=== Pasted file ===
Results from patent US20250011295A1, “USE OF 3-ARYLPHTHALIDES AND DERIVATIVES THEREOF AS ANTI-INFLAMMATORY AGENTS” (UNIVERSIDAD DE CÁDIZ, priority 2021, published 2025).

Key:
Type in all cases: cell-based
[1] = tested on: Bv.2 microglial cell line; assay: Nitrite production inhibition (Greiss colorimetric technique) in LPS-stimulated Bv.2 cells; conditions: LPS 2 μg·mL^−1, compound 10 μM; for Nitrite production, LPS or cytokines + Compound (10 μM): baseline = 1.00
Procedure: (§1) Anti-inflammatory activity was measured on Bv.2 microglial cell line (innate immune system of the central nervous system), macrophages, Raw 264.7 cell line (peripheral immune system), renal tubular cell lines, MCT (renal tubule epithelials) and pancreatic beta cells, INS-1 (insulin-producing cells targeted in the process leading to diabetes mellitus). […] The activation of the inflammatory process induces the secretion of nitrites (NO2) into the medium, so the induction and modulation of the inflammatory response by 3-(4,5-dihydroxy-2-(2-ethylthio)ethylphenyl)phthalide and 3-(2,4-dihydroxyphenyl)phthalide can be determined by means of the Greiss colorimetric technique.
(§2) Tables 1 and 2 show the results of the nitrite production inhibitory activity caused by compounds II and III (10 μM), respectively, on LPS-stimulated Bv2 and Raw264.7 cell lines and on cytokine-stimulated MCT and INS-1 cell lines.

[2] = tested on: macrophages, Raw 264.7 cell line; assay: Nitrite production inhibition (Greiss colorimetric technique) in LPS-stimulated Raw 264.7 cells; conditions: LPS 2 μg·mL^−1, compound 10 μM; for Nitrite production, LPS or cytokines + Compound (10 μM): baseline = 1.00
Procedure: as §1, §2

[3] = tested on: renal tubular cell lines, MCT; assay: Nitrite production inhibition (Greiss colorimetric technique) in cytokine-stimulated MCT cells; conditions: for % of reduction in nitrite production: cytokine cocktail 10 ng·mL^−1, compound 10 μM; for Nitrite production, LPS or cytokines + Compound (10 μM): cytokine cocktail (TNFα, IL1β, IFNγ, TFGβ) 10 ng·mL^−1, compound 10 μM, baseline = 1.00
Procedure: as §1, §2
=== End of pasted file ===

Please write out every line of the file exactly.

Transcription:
Results from patent US20250011295A1, “USE OF 3-ARYLPHTHALIDES AND DERIVATIVES THEREOF AS ANTI-INFLAMMATORY AGENTS” (UNIVERSIDAD DE CÁDIZ, priority 2021, published 2025).

Key:
Type in all cases: cell-based
[1] = tested on: Bv.2 microglial cell line; assay: Nitrite production inhibition (Greiss colorimetric technique) in LPS-stimulated Bv.2 cells; conditions: LPS 2 μg·mL^−1, compound 10 μM; for Nitrite production, LPS or cytokines + Compound (10 μM): baseline = 1.00
Procedure: (§1) Anti-inflammatory activity was measured on Bv.2 microglial cell line (innate immune system of the central nervous system), macrophages, Raw 264.7 cell line (peripheral immune system), renal tubular cell lines, MCT (renal tubule epithelials) and pancreatic beta cells, INS-1 (insulin-producing cells targeted in the process leading to diabetes mellitus). […] The activation of the inflammatory process induces the secretion of nitrites (NO2) into the medium, so the induction and modulation of the inflammatory response by 3-(4,5-dihydroxy-2-(2-ethylthio)ethylphenyl)phthalide and 3-(2,4-dihydroxyphenyl)phthalide can be determined by means of the Greiss colorimetric technique.
(§2) Tables 1 and 2 show the results of the nitrite production inhibitory activity caused by compounds II and III (10 μM), respectively, on LPS-stimulated Bv2 and Raw264.7 cell lines and on cytokine-stimulated MCT and INS-1 cell lines.

[2] = tested on: macrophages, Raw 264.7 cell line; assay: Nitrite production inhibition (Greiss colorimetric technique) in LPS-stimulated Raw 264.7 cells; conditions: LPS 2 μg·mL^−1, compound 10 μM; for Nitrite production, LPS or cytokines + Compound (10 μM): baseline = 1.00
Procedure: as §1, §2

[3] = tested on: renal tubular cell lines, MCT; assay: Nitrite production inhibition (Greiss colorimetric technique) in cytokine-stimulated MCT cells; conditions: for % of reduction in nitrite production: cytokine cocktail 10 ng·mL^−1, compound 10 μM; for Nitrite production, LPS or cytokines + Compound (10 μM): cytokine cocktail (TNFα, IL1β, IFNγ, TFGβ) 10 ng·mL^−1, compound 10 μM, baseline = 1.00
Procedure: as §1, §2